A weight loss and lifestyle intervention alleviates the need for CPAP in obstructive sleep apnea

Obstructive sleep apnea (OSA), characterized by recurrent sleep state–dependent upper airway collapse, is a globally recognized major public health problem affecting up to 936 million adults in the general population, with obesity as the leading cause. OSA has been independently associated with substantial increases in the likelihood of hypertension, dyslipidemia, diabetes, life-threatening cardiovascular diseases, and all-cause death. The first-line treatment for OSA is the use of a continuous positive airway pressure (CPAP) device, which maintains upper airway patency through positive pressure applied with a nasal or oronasal interface. Although CPAP therapy is effective in reducing upper airway occlusions when used as prescribed, adherence rates are suboptimal, and long-term benefits remain uncertain. Weight loss attained through alternative or combined behavioral interventions appears to substantially improve OSA and coexisting conditions among adults. However, previous clinical trials of alternative and behavioral interventions, although enlightening, have had limitations inherent to study design or methods. Furthermore, weight loss has only been addressed through restricted diets or exercise, without using either a combination of both components, and the interventions did not include alcohol avoidance and smoking cessation, which are well-established behavioral risk factors associated with the occurrence and worsening of OSA. The Interdisciplinary Weight Loss and Lifestyle Intervention for OSA (INTERAPNEA) randomized clinical trial evaluating a novel interdisciplinary weight loss and lifestyle intervention sought to overcome these limitations of previous research. The results were published online in JAMA Network Open on April 22, 2022.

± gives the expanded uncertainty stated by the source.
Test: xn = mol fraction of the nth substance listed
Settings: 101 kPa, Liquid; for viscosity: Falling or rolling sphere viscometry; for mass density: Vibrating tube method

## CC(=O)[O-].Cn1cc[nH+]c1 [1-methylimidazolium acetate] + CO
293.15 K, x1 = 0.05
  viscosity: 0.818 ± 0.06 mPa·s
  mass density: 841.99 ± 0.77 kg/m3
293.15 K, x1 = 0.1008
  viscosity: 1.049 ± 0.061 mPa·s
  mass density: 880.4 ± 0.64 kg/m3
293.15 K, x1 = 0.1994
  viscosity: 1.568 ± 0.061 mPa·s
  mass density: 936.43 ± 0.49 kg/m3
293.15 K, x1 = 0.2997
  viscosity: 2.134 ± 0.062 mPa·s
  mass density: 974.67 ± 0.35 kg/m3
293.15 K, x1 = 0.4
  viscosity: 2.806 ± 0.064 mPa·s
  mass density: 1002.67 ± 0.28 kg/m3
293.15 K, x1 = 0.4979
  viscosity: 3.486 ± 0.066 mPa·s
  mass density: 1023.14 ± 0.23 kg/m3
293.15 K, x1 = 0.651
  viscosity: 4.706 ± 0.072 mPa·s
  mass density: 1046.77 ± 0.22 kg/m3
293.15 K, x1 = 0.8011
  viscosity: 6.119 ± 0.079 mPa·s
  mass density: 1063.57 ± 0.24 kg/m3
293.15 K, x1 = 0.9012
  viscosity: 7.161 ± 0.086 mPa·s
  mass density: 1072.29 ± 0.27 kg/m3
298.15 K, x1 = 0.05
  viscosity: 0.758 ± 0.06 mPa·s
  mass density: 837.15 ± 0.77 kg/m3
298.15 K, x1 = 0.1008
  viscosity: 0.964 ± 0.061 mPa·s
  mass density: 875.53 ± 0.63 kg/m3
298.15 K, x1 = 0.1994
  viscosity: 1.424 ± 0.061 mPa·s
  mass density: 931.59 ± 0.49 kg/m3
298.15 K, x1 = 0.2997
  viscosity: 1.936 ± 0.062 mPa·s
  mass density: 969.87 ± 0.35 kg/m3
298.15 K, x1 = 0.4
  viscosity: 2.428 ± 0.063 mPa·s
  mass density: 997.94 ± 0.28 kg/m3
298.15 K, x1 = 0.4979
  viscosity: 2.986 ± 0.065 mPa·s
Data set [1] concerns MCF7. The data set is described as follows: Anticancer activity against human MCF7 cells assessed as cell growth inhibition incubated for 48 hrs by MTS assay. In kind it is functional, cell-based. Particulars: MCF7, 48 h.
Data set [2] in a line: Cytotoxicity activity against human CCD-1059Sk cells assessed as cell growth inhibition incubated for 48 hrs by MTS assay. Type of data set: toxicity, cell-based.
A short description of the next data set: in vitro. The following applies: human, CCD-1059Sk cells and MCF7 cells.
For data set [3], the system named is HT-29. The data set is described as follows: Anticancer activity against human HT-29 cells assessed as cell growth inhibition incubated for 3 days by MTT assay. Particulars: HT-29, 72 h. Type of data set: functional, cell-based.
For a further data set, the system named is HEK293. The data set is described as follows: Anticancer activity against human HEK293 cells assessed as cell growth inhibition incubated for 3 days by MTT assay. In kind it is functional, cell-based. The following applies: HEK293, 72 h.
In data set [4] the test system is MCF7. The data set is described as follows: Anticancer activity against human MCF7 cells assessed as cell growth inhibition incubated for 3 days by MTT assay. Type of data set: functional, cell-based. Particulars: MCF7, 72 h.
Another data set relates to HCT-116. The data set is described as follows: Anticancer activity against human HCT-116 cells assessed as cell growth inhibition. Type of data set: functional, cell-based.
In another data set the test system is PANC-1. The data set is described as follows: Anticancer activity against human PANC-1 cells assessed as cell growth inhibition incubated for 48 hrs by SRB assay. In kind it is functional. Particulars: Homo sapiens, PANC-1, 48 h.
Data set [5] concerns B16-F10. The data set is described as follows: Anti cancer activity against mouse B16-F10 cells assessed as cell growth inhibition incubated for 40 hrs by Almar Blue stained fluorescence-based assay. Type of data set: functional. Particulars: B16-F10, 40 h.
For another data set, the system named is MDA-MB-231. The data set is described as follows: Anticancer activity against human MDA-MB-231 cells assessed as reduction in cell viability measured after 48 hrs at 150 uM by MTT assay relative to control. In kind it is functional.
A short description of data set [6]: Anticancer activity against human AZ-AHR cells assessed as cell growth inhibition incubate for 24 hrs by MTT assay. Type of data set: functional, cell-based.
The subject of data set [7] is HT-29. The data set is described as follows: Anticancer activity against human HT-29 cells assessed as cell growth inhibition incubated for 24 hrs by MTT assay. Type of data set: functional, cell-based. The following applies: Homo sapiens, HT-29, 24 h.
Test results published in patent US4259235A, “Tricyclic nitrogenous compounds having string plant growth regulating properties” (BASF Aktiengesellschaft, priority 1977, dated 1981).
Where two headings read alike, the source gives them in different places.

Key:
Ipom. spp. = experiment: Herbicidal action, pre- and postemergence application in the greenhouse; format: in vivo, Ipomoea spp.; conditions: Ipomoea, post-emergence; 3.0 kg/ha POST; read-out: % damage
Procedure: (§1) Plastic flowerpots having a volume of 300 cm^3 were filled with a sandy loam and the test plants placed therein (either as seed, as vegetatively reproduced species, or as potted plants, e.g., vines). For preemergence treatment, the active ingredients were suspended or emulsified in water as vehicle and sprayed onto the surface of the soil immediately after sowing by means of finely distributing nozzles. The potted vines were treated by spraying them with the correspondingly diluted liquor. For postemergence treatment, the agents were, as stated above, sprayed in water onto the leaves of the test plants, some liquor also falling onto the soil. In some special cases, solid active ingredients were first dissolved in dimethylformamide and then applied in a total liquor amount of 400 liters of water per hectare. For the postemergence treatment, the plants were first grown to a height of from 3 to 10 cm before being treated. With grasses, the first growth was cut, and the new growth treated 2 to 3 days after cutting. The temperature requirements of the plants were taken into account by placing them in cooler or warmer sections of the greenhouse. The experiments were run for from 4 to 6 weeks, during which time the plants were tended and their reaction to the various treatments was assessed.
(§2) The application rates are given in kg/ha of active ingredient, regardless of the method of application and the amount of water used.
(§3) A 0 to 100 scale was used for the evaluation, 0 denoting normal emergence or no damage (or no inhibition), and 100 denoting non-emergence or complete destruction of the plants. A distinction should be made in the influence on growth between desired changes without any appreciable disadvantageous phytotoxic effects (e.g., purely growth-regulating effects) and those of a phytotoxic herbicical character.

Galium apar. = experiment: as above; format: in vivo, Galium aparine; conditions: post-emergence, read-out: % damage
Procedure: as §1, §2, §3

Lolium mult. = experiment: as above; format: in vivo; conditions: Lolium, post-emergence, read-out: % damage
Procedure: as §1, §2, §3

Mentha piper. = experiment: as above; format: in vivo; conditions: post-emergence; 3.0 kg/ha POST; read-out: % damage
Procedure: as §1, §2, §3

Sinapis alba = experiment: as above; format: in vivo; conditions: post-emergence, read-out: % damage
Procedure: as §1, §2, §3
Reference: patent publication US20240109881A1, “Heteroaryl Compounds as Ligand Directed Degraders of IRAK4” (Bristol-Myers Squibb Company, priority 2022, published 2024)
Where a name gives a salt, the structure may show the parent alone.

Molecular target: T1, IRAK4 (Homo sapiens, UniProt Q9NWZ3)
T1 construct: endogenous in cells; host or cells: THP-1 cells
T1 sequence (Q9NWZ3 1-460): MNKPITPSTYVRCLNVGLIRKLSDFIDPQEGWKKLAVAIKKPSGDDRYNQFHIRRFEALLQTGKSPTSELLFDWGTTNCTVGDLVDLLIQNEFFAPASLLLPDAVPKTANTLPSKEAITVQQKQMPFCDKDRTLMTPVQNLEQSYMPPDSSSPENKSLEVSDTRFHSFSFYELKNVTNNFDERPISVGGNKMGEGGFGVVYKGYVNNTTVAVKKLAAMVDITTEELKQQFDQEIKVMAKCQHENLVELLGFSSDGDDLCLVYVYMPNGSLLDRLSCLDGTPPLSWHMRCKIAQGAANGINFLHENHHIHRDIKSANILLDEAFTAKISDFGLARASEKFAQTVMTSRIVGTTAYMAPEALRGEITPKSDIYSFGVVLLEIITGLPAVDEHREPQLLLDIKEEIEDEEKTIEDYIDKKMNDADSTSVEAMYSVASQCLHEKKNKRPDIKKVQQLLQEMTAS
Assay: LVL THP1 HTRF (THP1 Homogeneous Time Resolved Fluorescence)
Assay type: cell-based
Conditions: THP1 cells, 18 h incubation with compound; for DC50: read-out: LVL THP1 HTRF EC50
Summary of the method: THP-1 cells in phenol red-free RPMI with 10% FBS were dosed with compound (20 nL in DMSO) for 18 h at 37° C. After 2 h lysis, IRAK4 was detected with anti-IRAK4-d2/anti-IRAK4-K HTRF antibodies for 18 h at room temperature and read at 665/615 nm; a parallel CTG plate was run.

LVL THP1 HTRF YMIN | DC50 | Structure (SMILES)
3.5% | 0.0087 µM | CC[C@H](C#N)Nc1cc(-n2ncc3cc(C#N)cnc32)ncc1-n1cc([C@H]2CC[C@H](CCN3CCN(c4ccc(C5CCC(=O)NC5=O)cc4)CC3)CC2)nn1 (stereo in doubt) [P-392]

This parallel-group open-label randomized trial was conducted at a hospital-based referral center in Granada, Spain. The study enrolled 89 men aged 18 to 65 years with moderate to severe OSA and a body mass index of 25 or greater who were receiving CPAP therapy. The sole inclusion of men was based on the higher incidence and prevalence of OSA in this population, the differences in OSA phenotypes between men and women, and the known effectiveness of weight loss interventions among men vs women. Participants were randomized to receive usual care (CPAP therapy) or an 8-week weight loss and lifestyle intervention involving nutritional behavior change, aerobic exercise, sleep hygiene, and alcohol and tobacco cessation combined with usual care. The primary end point was the change in the apnea-hypopnea index (AHI) from baseline at the end of the intervention and 6 months after intervention.

Among 89 men (mean [SD] age, 54.1 [8.0] years; mean [SD] AHI, 41.3 [22.2] events/h), 49 were randomized to the control group and 40 were randomized to the intervention group. The intervention group had a greater decrease in AHI (51% reduction; change, –21.2 events/h; 95% CI, –25.4 to –16.9 events/h) than the control group (change, 2.5 events/h; 95% CI, –2.0 to 6.9 events/h) at the intervention end point, with a mean between-group difference of –23.6 events/h (95% CI, –28.7 to –18.5 events/h). At 6 months after intervention, the reduction in AHI was 57% in the intervention group, with a mean between-group difference of –23.8 events/h (95% CI, –28.3 to –19.3 events/h). Moreover, at 6 months after intervention, 21 of 34 participants (61.8%) no longer required CPAP therapy, and complete remission of OSA was attained by 10 of 34 participants (29.4%). Not surprisingly, the intervention group had greater improvements in body weight ( –7.1 kg [95% CI, −8.6 to −5.5 kg] vs control (−0.3 kg [95% CI, −1.9 to 1.4 kg]).


Back to the list